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Collaborating Authors

Keeping the Player on an Emotional Trajectory in Interactive Storytelling

AAAI Conferences

Artificial Intelligence (AI) techniques have been widely used in video games to control non-playable characters. More recently, AI has been applied to automated story generation with the objective of managing the player's experience in an interactive narrative. Such AI experience managers can generate and adapt narrative dynamically, often in response to the player's in-game actions. We implement and evaluate a recently proposed AI experience manager, PACE, which predicts the player's emotional response to a narrative event and uses such predictions to shape the narrative to keep the player on an author-supplied target emotional curve.


Telling Interactive Player-specific Stories and Planning for It: ASD + PaSSAGE = PAST

AAAI Conferences

Artificial Intelligence (AI) techniques have been used to improve overall player satisfaction in video games. A thriving area of such research is interactive AI-assisted story-telling. One such line of research explored gains of automatically fitting the story to each individual player during the game via player modeling. Another research line used AI planning techniques to create contingency stories at design time. In this paper we propose a principled way to combine these two lines of research. We describe a system that uses a player model both at the design time and at the play time to generate and select stories fitting a specific player. We implement an early prototype and present it in the paper.


A Call for Emotion Modeling in Interactive Storytelling

AAAI Conferences

Artificial Intelligence (AI) techniques are widely used in video games. Recently, AI planning methods have been applied to maintain plot consistency in the face of player’s agency over the narrative. Combined with an automatically populated player model, such AI experience managers can dynamically create a consistent narrative tailored to a specific player. These tools help game narrative designers achieve narrative goals while affording players a choice. On the other hand, they increase the number of feasible plot branches making it more difficult for the author to ensure that each branch carries the player along a desired emotion arc. In this paper we discuss the problem and call for an extension of experience managers with player emotion models. When successful, interactive narrative can be then automatically produced to satisfy authorial goals not only in terms of specific events but also in terms of emotions evoked in the player.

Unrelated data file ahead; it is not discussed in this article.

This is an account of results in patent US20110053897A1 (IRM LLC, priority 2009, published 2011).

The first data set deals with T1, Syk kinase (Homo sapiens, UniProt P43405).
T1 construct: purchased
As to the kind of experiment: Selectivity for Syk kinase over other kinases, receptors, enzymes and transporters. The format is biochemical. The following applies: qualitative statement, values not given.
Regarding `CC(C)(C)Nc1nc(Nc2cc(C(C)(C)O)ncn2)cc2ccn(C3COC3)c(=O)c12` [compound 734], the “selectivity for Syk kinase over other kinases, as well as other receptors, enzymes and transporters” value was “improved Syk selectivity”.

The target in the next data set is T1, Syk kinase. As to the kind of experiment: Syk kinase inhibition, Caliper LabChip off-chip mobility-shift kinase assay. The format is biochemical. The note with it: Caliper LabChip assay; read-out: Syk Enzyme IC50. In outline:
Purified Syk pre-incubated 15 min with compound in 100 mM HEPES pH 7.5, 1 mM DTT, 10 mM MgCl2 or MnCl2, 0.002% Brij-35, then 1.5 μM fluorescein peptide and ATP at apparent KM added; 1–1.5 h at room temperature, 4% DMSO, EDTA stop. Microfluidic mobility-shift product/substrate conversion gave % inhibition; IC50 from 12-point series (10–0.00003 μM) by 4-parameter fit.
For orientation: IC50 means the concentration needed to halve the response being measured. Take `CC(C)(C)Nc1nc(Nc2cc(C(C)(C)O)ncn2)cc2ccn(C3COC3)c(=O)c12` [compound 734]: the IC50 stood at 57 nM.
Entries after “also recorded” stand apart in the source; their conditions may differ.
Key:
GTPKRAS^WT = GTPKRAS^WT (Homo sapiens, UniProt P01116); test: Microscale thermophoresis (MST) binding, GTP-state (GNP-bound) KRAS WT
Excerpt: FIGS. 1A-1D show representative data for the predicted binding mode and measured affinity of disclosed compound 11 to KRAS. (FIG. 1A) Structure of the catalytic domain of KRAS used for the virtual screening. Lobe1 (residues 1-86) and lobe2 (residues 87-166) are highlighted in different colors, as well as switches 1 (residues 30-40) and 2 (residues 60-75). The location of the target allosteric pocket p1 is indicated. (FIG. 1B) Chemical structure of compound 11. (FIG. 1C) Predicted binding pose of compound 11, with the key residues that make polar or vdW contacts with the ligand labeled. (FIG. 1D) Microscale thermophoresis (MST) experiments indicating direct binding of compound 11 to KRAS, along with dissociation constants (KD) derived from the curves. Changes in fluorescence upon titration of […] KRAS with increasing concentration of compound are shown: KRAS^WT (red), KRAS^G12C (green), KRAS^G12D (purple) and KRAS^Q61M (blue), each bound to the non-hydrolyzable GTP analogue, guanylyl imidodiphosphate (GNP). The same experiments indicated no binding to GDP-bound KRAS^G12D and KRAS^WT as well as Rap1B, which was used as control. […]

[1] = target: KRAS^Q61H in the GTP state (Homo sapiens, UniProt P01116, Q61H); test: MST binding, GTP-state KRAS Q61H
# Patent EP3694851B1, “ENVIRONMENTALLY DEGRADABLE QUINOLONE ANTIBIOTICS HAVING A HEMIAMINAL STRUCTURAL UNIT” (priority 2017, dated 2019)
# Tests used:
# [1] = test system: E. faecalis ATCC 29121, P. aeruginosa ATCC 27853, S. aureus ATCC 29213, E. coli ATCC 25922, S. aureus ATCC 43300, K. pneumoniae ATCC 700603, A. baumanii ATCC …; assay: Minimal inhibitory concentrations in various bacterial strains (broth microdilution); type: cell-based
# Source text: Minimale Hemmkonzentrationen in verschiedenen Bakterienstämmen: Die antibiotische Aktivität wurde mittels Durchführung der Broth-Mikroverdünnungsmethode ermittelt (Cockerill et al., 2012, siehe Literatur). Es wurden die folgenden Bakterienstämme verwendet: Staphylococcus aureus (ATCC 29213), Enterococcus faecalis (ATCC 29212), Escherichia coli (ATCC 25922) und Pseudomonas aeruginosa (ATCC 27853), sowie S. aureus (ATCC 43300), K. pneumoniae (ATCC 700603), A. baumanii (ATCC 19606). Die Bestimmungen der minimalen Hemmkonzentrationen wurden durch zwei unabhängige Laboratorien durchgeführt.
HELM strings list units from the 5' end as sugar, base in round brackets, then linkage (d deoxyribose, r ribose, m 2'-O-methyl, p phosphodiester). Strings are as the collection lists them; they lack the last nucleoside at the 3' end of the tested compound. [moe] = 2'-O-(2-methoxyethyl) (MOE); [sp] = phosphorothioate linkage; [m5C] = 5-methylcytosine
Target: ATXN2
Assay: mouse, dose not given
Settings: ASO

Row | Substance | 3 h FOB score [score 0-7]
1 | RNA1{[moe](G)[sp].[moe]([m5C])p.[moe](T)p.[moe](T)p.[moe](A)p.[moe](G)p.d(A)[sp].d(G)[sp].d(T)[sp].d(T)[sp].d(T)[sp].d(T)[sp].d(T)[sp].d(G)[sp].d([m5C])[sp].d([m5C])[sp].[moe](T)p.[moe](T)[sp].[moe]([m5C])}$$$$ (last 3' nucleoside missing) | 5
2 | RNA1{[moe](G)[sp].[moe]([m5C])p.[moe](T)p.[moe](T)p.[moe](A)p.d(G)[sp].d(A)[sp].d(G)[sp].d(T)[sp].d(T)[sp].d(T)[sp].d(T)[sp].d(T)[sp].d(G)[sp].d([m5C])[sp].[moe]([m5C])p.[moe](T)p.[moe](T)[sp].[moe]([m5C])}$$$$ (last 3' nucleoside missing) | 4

Emotion-Based Interactive Storytelling with Artificial Intelligence

AAAI Conferences

Artificial Intelligence (AI) techniques have been widely used in video games to control non-playable characters. More recently, AI has been applied to automated story generation and game-mastering: managing the player’s experience in an interactive narrative on-the-fly. Such methods allow the narrative to be generated dynamically, in response to the player’s in-game actions. As a result, it is more difficult for the human game designers to ensure that each possible narrative trajectory will elicit desired emotional response from the player. We tackle this problem by computationally predicting the player’s emotional response to a narrative segment. We use the predictions within an AI experience manager to shape the narrative dynamically during the game to keep the player on an author-supplied target emotional curve.


Interactive Storytelling: A Player Modelling Approach

AAAI Conferences

In recent years, the fields of Interactive Storytelling and Player Modelling have independently enjoyed increased interest in both academia and the computer games industry. The combination of these technologies, however, remains largely unexplored. In this paper, we present PaSSAGE (Player-Specific Stories via Automatically Generated Events), an interactive storytelling system that uses player modelling to automatically learn a model of the player's preferred style of play, and then uses that model to dynamically select the content of an interactive story. Results from a user study evaluating the entertainment value of adaptive stories created by our system as well as two fixed, pre-authored stories indicate that automatically adapting a story based on learned player preferences can increase the enjoyment of playing a computer roleplaying game for certain types of players.